MSI GX60 Review: Radeon HD 7970M In A $1,200 Notebook!

Keyboard And Trackpad

The layout of the GX60’s keyboard and trackpad is typical of what you see on most laptops. The keyboard includes a full number pad, and since the touchpad is centered to the standard portion of the keyboard, it ends up being slightly to the left on the palm rest. The palm rest itself is clad in brushed metal, giving it a solid feel.

The MSI GX60’s trackpad is a Synaptics model. Both the left- and right-click buttons are combined into a single silver bar below the tracking portion of the pad. The trackpad works well, and has a nice textured finish that echoes the brushed steel palm rest. Compared to trackpads on other notebooks, the GX60’s is somewhat compact, especially next to the giant clickpads found on Ultrabooks. Nevertheless, it gets the job done. 

Below the trackpad are indicator lights for (from left to right) Bluetooth, Wi-Fi, battery charge status, sleep mode, and hard drive activity.

The full-sized 103-key keyboard is by SteelSeries, makers of high-end gaming peripherals. Keys have a textured finish that contrasts well with the slick surfaces surrounding the keyboard. The keyboard has a good feel if you typically use medium or light force. However, if you tend to press hard into keys, the keyboard is going to flex a bit. Like most notebooks, the GX60’s chiclet-style keys have a short travel. But they have an excellent tactile feel when you press them. After typing on it for a while, we really began to appreciate how good the keyboard on the GX60 is.

One thing that we don't understand is the lack of backlighting. We know that the GX60 is all about bang for your buck, but this is one corner we wish MSI had not cut.

Let’s move on to the row of custom buttons and indicators above the keyboard.

To the left of the power switch are controls for P1, fan speed, and, ironically enough, keyboard backlighting. P1 is a user-defined quick-launch button. Fan speed switches between 100% duty cycle and the quietest mode available for the current system temperature (this was one of our most-used controls). The keyboard backlighting button must be there just to taunt us since, as we just observed, the GX60's keyboard is, in fact, not backlit!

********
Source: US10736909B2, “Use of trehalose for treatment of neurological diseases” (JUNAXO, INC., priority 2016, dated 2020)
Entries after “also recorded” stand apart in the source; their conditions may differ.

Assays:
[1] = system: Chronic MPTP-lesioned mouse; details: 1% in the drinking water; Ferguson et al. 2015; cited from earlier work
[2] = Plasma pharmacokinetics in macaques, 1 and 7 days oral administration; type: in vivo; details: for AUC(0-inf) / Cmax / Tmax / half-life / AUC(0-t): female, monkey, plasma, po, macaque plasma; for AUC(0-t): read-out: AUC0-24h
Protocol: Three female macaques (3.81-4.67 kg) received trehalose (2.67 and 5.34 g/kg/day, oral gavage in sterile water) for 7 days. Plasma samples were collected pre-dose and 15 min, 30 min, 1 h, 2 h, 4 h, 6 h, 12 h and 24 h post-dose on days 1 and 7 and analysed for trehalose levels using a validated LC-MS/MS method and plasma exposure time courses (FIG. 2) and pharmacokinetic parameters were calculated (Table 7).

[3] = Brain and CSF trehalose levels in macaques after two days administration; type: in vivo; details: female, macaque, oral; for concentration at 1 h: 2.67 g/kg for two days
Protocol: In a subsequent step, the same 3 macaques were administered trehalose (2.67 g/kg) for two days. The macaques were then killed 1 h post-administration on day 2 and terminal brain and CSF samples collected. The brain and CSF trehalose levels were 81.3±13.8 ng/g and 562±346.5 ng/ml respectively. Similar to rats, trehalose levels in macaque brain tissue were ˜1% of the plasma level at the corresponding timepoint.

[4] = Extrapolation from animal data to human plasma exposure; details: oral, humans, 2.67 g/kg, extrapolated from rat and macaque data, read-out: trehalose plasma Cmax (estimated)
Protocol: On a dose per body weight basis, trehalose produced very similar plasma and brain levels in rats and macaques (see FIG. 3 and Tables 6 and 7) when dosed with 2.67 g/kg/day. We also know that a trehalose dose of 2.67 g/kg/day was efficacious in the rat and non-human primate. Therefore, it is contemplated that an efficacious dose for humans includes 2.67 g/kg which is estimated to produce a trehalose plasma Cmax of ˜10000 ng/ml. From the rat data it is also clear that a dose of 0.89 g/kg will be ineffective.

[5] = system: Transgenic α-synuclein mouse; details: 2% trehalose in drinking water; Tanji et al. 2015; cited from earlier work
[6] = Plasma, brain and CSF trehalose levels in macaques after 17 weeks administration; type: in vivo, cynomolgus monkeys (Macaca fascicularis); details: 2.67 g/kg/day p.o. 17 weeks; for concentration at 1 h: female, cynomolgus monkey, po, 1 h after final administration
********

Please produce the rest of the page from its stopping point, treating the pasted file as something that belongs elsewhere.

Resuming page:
To the right of the power switch are controls for Wi-Fi, built-in display, and a button to trigger the optical drive eject mechanism, along with caps and num lock indicators. Having the Wi-Fi switch top-and-center, without the need for any combo keys, is certainly nice. Likewise, the display control switch is also convenient to have.

  • patrick47018
    Looks promising
  • yobobjm
    I own an MSI (with some weird number classification that I can't remember) but it has proved to be a dedicated and powerful gaming laptop. It also has had really no problems other than the glossy finish getting scratched (which doesn't even exist on this laptop) so I would recommend MSI products :D
  • flowingbass
    I also own an MSI, a GX660r with a 5870M and a Core i5 480m. The 5870M desktop equivalent is a HD5770. The GPU is quite struggling to play on high in current games, mid-high or sometimes medium (all low on crysis 3 except resolution and textures) is required to maintain playable frame rates.

    I might just upgrade to this and just swap GPU between the two. i5 480m > A10-4600M
    But does it fit a CableCard?
  • ASHISH65
    Looks good and helpfull review for laptop gamers!
  • acktionhank
    Hey Tom's run a few gaming tests again with PScheck forcing the CPU to run at a 2.5-2.7ghz so that it won't throttle itself so much.

    I'd like to see exactly what speeds we'd need to get an A10-4600 running at to reduce these severe bottlenecks.
  • Chewie
    Give this a 4 module APU, and keyboard backlighting, and it would really kick butt!
  • Madn3ss795-1283924
    AMD APU ruins the whole thing.
  • Chairman Ray
    Great build from Msi!
  • silverblue
    Very nice machine. It's a shame that AMD stopped with the A10-4600M and didn't look to produce a higher model as that'd help, however until the HSA initiative really kicks in, the Bulldozer architecture's FPU implementation is always going to be found wanting, and that's without even talking about the sharing issues which Steamroller looks to fix.